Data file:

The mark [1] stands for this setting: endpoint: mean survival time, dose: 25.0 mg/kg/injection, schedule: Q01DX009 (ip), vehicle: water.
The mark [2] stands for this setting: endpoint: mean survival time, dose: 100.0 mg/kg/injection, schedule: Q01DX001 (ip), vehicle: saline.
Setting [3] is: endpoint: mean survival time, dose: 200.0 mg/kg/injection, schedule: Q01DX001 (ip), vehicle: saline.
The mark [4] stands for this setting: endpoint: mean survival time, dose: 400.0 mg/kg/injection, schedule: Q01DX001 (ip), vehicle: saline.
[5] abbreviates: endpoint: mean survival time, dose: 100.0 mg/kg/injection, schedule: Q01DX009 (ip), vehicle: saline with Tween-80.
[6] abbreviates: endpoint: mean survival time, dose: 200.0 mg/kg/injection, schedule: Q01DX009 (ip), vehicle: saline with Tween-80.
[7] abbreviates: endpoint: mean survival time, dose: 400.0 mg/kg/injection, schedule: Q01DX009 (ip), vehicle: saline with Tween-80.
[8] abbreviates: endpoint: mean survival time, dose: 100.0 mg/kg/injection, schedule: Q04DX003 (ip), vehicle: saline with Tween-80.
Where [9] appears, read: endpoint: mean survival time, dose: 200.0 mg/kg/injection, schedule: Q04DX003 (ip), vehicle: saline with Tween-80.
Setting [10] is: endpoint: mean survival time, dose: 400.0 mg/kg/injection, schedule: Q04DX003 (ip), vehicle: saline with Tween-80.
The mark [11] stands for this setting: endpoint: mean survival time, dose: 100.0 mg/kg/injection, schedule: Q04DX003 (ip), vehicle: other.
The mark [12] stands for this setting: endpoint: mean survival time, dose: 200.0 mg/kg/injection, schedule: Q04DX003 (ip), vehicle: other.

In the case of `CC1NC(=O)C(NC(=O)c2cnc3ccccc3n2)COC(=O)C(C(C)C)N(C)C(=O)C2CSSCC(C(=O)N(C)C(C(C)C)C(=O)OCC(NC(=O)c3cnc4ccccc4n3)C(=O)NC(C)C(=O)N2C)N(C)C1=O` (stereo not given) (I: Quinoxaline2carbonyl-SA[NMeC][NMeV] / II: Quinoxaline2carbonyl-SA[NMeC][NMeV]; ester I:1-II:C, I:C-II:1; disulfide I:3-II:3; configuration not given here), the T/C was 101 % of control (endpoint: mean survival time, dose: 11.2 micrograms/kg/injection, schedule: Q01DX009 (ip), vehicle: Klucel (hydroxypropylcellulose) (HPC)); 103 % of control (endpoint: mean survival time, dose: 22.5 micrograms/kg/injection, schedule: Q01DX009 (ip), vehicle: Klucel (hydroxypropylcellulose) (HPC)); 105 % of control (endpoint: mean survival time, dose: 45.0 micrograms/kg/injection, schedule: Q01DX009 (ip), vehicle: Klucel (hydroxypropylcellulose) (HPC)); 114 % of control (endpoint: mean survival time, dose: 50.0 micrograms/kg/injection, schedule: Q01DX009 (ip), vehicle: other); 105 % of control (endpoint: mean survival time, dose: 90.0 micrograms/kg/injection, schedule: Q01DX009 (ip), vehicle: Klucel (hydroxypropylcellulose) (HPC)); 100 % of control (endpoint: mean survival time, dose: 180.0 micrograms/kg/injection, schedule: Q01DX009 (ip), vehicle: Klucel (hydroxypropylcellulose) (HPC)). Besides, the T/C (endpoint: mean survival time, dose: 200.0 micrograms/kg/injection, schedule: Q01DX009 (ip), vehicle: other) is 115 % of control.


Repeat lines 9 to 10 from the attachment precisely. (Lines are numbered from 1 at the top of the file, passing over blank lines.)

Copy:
Where [9] appears, read: endpoint: mean survival time, dose: 200.0 mg/kg/injection, schedule: Q04DX003 (ip), vehicle: saline with Tween-80.
Setting [10] is: endpoint: mean survival time, dose: 400.0 mg/kg/injection, schedule: Q04DX003 (ip), vehicle: saline with Tween-80.